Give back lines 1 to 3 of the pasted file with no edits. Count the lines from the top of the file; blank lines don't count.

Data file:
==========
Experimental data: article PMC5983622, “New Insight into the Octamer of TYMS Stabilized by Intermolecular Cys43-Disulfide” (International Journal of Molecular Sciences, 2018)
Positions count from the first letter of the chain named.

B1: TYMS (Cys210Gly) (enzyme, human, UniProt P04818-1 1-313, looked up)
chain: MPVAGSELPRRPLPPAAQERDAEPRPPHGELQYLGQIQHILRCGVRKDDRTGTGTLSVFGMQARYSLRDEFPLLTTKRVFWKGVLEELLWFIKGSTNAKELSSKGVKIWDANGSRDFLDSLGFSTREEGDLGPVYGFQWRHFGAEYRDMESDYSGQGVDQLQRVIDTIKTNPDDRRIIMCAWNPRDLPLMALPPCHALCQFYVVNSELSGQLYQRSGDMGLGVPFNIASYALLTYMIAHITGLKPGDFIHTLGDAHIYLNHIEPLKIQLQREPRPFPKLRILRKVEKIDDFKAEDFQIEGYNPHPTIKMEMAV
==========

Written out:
Experimental data: article PMC5983622, “New Insight into the Octamer of TYMS Stabilized by Intermolecular Cys43-Disulfide” (International Journal of Molecular Sciences, 2018)
Positions count from the first letter of the chain named.

B1: TYMS (Cys210Gly) (enzyme, human, UniProt P04818-1 1-313, looked up)